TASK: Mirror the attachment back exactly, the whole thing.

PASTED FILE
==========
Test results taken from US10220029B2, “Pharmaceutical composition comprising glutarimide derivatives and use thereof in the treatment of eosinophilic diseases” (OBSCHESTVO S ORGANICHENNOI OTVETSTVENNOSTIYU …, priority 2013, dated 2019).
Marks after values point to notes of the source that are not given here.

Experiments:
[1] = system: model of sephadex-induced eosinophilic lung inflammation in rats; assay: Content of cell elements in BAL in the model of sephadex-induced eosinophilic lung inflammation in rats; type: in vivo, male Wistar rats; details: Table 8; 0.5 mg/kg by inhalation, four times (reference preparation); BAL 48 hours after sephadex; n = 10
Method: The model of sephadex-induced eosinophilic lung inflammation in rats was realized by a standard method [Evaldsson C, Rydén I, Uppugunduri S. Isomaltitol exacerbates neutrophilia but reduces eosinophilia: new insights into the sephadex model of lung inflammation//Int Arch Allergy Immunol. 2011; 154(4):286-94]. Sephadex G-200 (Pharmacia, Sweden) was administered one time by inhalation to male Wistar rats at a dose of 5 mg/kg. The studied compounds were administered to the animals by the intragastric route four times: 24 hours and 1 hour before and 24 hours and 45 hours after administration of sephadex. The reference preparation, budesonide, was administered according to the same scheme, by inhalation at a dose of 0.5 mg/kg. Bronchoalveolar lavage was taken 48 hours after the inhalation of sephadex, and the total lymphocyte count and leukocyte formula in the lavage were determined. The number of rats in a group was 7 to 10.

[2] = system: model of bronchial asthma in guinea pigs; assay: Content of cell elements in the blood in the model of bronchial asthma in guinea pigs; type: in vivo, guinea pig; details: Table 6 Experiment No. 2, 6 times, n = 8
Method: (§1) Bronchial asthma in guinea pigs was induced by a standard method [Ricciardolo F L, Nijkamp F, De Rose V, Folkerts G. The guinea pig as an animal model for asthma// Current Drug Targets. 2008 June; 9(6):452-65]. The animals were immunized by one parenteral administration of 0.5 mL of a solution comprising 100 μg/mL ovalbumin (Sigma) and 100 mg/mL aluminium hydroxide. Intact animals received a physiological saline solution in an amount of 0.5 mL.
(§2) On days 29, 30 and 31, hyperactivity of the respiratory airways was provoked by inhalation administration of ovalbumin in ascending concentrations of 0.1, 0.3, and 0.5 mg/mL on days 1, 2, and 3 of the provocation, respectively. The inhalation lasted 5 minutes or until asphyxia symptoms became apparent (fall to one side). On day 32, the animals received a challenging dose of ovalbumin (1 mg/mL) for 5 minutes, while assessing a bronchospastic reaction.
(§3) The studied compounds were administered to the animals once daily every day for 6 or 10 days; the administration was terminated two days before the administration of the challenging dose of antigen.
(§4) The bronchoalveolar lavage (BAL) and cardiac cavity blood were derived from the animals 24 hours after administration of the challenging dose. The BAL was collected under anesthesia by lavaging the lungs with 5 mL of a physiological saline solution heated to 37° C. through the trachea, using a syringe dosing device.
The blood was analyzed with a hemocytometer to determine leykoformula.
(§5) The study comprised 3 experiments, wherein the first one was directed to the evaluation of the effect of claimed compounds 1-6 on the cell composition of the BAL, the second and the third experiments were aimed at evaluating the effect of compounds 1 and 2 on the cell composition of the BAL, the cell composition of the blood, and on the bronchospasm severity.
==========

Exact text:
Test results taken from US10220029B2, “Pharmaceutical composition comprising glutarimide derivatives and use thereof in the treatment of eosinophilic diseases” (OBSCHESTVO S ORGANICHENNOI OTVETSTVENNOSTIYU …, priority 2013, dated 2019).
Marks after values point to notes of the source that are not given here.

Experiments:
[1] = system: model of sephadex-induced eosinophilic lung inflammation in rats; assay: Content of cell elements in BAL in the model of sephadex-induced eosinophilic lung inflammation in rats; type: in vivo, male Wistar rats; details: Table 8; 0.5 mg/kg by inhalation, four times (reference preparation); BAL 48 hours after sephadex; n = 10
Method: The model of sephadex-induced eosinophilic lung inflammation in rats was realized by a standard method [Evaldsson C, Rydén I, Uppugunduri S. Isomaltitol exacerbates neutrophilia but reduces eosinophilia: new insights into the sephadex model of lung inflammation//Int Arch Allergy Immunol. 2011; 154(4):286-94]. Sephadex G-200 (Pharmacia, Sweden) was administered one time by inhalation to male Wistar rats at a dose of 5 mg/kg. The studied compounds were administered to the animals by the intragastric route four times: 24 hours and 1 hour before and 24 hours and 45 hours after administration of sephadex. The reference preparation, budesonide, was administered according to the same scheme, by inhalation at a dose of 0.5 mg/kg. Bronchoalveolar lavage was taken 48 hours after the inhalation of sephadex, and the total lymphocyte count and leukocyte formula in the lavage were determined. The number of rats in a group was 7 to 10.

[2] = system: model of bronchial asthma in guinea pigs; assay: Content of cell elements in the blood in the model of bronchial asthma in guinea pigs; type: in vivo, guinea pig; details: Table 6 Experiment No. 2, 6 times, n = 8
Method: (§1) Bronchial asthma in guinea pigs was induced by a standard method [Ricciardolo F L, Nijkamp F, De Rose V, Folkerts G. The guinea pig as an animal model for asthma// Current Drug Targets. 2008 June; 9(6):452-65]. The animals were immunized by one parenteral administration of 0.5 mL of a solution comprising 100 μg/mL ovalbumin (Sigma) and 100 mg/mL aluminium hydroxide. Intact animals received a physiological saline solution in an amount of 0.5 mL.
(§2) On days 29, 30 and 31, hyperactivity of the respiratory airways was provoked by inhalation administration of ovalbumin in ascending concentrations of 0.1, 0.3, and 0.5 mg/mL on days 1, 2, and 3 of the provocation, respectively. The inhalation lasted 5 minutes or until asphyxia symptoms became apparent (fall to one side). On day 32, the animals received a challenging dose of ovalbumin (1 mg/mL) for 5 minutes, while assessing a bronchospastic reaction.
(§3) The studied compounds were administered to the animals once daily every day for 6 or 10 days; the administration was terminated two days before the administration of the challenging dose of antigen.
(§4) The bronchoalveolar lavage (BAL) and cardiac cavity blood were derived from the animals 24 hours after administration of the challenging dose. The BAL was collected under anesthesia by lavaging the lungs with 5 mL of a physiological saline solution heated to 37° C. through the trachea, using a syringe dosing device.
The blood was analyzed with a hemocytometer to determine leykoformula.
(§5) The study comprised 3 experiments, wherein the first one was directed to the evaluation of the effect of claimed compounds 1-6 on the cell composition of the BAL, the second and the third experiments were aimed at evaluating the effect of compounds 1 and 2 on the cell composition of the BAL, the cell composition of the blood, and on the bronchospasm severity.